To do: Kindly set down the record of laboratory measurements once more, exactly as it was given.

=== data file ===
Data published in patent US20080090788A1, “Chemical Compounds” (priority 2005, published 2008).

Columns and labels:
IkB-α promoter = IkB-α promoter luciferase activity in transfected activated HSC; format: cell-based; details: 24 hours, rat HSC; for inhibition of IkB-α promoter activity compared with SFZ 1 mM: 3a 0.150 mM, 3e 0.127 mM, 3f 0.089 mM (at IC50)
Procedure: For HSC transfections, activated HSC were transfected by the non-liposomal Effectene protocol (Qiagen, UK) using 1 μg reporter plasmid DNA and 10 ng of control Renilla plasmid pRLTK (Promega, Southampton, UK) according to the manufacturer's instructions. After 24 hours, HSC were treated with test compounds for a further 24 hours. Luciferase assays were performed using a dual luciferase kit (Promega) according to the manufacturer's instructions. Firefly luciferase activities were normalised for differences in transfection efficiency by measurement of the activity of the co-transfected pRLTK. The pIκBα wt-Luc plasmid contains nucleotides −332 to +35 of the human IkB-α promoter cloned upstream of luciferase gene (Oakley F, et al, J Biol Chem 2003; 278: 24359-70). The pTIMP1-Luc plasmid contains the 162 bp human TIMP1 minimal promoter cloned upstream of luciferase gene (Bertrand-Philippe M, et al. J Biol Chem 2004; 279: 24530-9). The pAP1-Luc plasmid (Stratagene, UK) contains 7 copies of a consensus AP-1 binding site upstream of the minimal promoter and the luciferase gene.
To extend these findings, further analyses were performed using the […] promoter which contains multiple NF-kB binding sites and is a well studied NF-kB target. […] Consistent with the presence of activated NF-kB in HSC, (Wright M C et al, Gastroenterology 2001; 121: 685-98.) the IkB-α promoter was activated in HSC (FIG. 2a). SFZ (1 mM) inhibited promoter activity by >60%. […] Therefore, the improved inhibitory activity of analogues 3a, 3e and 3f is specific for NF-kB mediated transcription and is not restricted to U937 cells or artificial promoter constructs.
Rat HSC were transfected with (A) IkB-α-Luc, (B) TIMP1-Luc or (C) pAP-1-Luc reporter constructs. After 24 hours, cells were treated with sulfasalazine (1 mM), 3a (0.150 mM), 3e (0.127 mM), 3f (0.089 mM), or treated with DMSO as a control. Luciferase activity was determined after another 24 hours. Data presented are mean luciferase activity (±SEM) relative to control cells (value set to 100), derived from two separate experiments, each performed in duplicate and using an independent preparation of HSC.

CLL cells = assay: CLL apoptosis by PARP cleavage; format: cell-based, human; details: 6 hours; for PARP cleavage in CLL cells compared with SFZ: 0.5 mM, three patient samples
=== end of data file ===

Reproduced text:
Data published in patent US20080090788A1, “Chemical Compounds” (priority 2005, published 2008).

Columns and labels:
IkB-α promoter = IkB-α promoter luciferase activity in transfected activated HSC; format: cell-based; details: 24 hours, rat HSC; for inhibition of IkB-α promoter activity compared with SFZ 1 mM: 3a 0.150 mM, 3e 0.127 mM, 3f 0.089 mM (at IC50)
Procedure: For HSC transfections, activated HSC were transfected by the non-liposomal Effectene protocol (Qiagen, UK) using 1 μg reporter plasmid DNA and 10 ng of control Renilla plasmid pRLTK (Promega, Southampton, UK) according to the manufacturer's instructions. After 24 hours, HSC were treated with test compounds for a further 24 hours. Luciferase assays were performed using a dual luciferase kit (Promega) according to the manufacturer's instructions. Firefly luciferase activities were normalised for differences in transfection efficiency by measurement of the activity of the co-transfected pRLTK. The pIκBα wt-Luc plasmid contains nucleotides −332 to +35 of the human IkB-α promoter cloned upstream of luciferase gene (Oakley F, et al, J Biol Chem 2003; 278: 24359-70). The pTIMP1-Luc plasmid contains the 162 bp human TIMP1 minimal promoter cloned upstream of luciferase gene (Bertrand-Philippe M, et al. J Biol Chem 2004; 279: 24530-9). The pAP1-Luc plasmid (Stratagene, UK) contains 7 copies of a consensus AP-1 binding site upstream of the minimal promoter and the luciferase gene.
To extend these findings, further analyses were performed using the […] promoter which contains multiple NF-kB binding sites and is a well studied NF-kB target. […] Consistent with the presence of activated NF-kB in HSC, (Wright M C et al, Gastroenterology 2001; 121: 685-98.) the IkB-α promoter was activated in HSC (FIG. 2a). SFZ (1 mM) inhibited promoter activity by >60%. […] Therefore, the improved inhibitory activity of analogues 3a, 3e and 3f is specific for NF-kB mediated transcription and is not restricted to U937 cells or artificial promoter constructs.
Rat HSC were transfected with (A) IkB-α-Luc, (B) TIMP1-Luc or (C) pAP-1-Luc reporter constructs. After 24 hours, cells were treated with sulfasalazine (1 mM), 3a (0.150 mM), 3e (0.127 mM), 3f (0.089 mM), or treated with DMSO as a control. Luciferase activity was determined after another 24 hours. Data presented are mean luciferase activity (±SEM) relative to control cells (value set to 100), derived from two separate experiments, each performed in duplicate and using an independent preparation of HSC.

CLL cells = assay: CLL apoptosis by PARP cleavage; format: cell-based, human; details: 6 hours; for PARP cleavage in CLL cells compared with SFZ: 0.5 mM, three patient samples